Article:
Groupthink is a common psychological phenomenon that often results in dysfunctional decision-making. And groupthink is probably present most of the time. Yet the best leaders can stimulate dissent and debate within their organization, and also keep such interaction constructive.
Groupthink or 'going along with the crowd' is the human phenomenon when a group of people tend to align and coalesce their thinking around the same outlook. It's important, of course, for people to get along but groupthink or 'not wanting to rock the boat' very often results in not fully informed decision making... and that's putting it politely.
Groupthink often results in oversights and poor results. It's no surprise that diversity is good for society, well it's also good for decision-making. It's important to have diverse ideas and opinions expressed when considering product development efforts. In fact it's the only way we can ensure a thoughtful and critical evaluation.
The problem with groupthink is that unconsciously or not, people tend to avoid expressing controversial or divergent ideas because they don't want the discomfort of being a contrarian or introducing friction into the group. Psychologists and sociologists talk about groupthink creating an illusion of invulnerability which is an inflated certainty that their thinking is correct. This results in a group overestimating their decision-making capabilities and under estimating those of their competitors.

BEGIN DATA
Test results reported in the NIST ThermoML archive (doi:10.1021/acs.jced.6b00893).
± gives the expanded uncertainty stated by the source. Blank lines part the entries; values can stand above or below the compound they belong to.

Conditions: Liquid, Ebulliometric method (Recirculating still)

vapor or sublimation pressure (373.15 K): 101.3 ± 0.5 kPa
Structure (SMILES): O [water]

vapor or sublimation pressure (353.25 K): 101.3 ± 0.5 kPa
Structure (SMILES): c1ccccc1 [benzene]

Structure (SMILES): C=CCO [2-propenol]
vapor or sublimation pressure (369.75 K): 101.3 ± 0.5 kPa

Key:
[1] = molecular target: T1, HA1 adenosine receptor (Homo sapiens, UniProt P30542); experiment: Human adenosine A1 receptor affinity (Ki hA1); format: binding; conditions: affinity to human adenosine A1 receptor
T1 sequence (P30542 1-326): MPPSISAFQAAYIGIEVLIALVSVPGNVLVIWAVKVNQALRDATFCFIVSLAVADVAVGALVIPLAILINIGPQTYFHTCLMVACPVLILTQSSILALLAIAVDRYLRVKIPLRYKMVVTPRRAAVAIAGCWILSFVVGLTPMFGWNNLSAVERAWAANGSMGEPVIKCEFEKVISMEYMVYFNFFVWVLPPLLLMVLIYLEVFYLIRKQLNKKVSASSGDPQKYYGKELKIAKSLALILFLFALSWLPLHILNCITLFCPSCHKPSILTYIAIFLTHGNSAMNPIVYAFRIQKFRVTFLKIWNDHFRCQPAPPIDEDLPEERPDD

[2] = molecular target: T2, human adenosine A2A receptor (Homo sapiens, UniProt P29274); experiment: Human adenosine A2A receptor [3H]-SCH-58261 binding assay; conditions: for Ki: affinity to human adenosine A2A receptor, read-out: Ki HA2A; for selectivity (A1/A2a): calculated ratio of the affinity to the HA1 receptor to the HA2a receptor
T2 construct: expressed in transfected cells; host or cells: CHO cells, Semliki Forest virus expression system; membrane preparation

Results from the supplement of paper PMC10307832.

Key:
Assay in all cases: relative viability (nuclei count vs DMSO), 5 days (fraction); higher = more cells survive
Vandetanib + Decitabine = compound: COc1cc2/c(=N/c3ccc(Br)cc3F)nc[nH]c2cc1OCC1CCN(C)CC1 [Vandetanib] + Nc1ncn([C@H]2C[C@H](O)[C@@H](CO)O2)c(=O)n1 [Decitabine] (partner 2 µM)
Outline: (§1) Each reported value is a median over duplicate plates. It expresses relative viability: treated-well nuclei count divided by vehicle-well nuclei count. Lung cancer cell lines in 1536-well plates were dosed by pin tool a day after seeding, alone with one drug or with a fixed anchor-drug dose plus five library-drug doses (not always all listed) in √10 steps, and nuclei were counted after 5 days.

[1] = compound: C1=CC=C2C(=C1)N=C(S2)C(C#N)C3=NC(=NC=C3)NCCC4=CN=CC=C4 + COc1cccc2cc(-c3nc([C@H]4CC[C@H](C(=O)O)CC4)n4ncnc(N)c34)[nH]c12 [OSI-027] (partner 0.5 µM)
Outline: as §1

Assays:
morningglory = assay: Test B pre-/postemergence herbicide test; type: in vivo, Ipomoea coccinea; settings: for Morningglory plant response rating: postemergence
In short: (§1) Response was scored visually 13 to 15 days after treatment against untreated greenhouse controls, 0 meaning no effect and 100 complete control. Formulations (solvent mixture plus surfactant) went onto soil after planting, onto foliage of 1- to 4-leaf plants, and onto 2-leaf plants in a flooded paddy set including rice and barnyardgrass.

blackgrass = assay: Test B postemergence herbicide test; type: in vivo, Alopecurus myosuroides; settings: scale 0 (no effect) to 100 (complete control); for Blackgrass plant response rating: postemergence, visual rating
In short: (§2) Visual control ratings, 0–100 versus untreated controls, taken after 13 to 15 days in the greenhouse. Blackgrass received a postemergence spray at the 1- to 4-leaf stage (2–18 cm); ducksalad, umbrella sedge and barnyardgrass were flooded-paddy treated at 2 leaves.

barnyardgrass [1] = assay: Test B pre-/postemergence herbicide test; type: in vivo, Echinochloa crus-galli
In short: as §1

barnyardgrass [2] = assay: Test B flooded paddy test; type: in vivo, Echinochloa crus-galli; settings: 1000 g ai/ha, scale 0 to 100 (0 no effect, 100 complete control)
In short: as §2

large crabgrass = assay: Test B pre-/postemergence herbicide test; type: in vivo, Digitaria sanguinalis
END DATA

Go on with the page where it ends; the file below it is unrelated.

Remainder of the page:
So how do you avoid groupthink?
- Select a diverse group of people from diverse backgrounds
- Encourage people to speak up
- Learn to be comfortable with discomfort (it'll save you much more discomfort down the road)
Stay tuned for more "Field Notes" with me, Tom Triumph in the coming weeks. If you have questions or comments feel free to leave them below! Thanks for joining me on IT Pack!